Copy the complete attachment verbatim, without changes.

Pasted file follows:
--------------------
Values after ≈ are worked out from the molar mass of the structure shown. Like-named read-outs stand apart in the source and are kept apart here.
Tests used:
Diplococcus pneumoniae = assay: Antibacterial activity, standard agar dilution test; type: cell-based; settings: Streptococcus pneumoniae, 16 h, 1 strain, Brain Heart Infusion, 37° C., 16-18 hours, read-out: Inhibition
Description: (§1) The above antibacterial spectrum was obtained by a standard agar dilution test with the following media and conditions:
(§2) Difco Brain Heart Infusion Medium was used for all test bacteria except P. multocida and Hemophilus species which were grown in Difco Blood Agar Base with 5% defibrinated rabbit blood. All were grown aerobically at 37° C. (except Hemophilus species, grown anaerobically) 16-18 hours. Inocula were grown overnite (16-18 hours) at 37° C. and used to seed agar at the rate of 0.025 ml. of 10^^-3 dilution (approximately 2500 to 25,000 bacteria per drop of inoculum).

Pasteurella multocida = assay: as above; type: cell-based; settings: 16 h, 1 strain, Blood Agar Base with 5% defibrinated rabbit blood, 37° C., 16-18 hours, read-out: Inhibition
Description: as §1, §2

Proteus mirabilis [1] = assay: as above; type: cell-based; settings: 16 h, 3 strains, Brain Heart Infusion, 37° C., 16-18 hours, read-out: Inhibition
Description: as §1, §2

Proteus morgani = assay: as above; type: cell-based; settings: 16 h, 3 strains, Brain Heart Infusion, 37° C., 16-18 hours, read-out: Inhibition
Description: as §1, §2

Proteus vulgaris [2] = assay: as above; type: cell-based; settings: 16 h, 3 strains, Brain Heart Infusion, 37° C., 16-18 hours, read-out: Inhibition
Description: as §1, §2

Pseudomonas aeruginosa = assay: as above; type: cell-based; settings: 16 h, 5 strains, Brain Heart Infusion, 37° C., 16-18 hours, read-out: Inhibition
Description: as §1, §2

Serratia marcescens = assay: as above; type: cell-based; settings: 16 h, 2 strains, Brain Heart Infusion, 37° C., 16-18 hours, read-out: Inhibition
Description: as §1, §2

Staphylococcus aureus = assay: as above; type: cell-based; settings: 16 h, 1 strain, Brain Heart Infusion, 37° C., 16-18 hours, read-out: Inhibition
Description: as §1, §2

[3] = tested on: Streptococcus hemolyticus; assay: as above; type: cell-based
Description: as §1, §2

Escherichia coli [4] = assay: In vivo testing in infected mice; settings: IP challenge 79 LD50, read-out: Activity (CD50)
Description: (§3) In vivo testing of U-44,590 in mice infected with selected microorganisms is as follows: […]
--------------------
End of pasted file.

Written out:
Values after ≈ are worked out from the molar mass of the structure shown. Like-named read-outs stand apart in the source and are kept apart here.
Tests used:
Diplococcus pneumoniae = assay: Antibacterial activity, standard agar dilution test; type: cell-based; settings: Streptococcus pneumoniae, 16 h, 1 strain, Brain Heart Infusion, 37° C., 16-18 hours, read-out: Inhibition
Description: (§1) The above antibacterial spectrum was obtained by a standard agar dilution test with the following media and conditions:
(§2) Difco Brain Heart Infusion Medium was used for all test bacteria except P. multocida and Hemophilus species which were grown in Difco Blood Agar Base with 5% defibrinated rabbit blood. All were grown aerobically at 37° C. (except Hemophilus species, grown anaerobically) 16-18 hours. Inocula were grown overnite (16-18 hours) at 37° C. and used to seed agar at the rate of 0.025 ml. of 10^^-3 dilution (approximately 2500 to 25,000 bacteria per drop of inoculum).

Pasteurella multocida = assay: as above; type: cell-based; settings: 16 h, 1 strain, Blood Agar Base with 5% defibrinated rabbit blood, 37° C., 16-18 hours, read-out: Inhibition
Description: as §1, §2

Proteus mirabilis [1] = assay: as above; type: cell-based; settings: 16 h, 3 strains, Brain Heart Infusion, 37° C., 16-18 hours, read-out: Inhibition
Description: as §1, §2

Proteus morgani = assay: as above; type: cell-based; settings: 16 h, 3 strains, Brain Heart Infusion, 37° C., 16-18 hours, read-out: Inhibition
Description: as §1, §2

Proteus vulgaris [2] = assay: as above; type: cell-based; settings: 16 h, 3 strains, Brain Heart Infusion, 37° C., 16-18 hours, read-out: Inhibition
Description: as §1, §2

Pseudomonas aeruginosa = assay: as above; type: cell-based; settings: 16 h, 5 strains, Brain Heart Infusion, 37° C., 16-18 hours, read-out: Inhibition
Description: as §1, §2

Serratia marcescens = assay: as above; type: cell-based; settings: 16 h, 2 strains, Brain Heart Infusion, 37° C., 16-18 hours, read-out: Inhibition
Description: as §1, §2

Staphylococcus aureus = assay: as above; type: cell-based; settings: 16 h, 1 strain, Brain Heart Infusion, 37° C., 16-18 hours, read-out: Inhibition
Description: as §1, §2

[3] = tested on: Streptococcus hemolyticus; assay: as above; type: cell-based
Description: as §1, §2

Escherichia coli [4] = assay: In vivo testing in infected mice; settings: IP challenge 79 LD50, read-out: Activity (CD50)
Description: (§3) In vivo testing of U-44,590 in mice infected with selected microorganisms is as follows: […]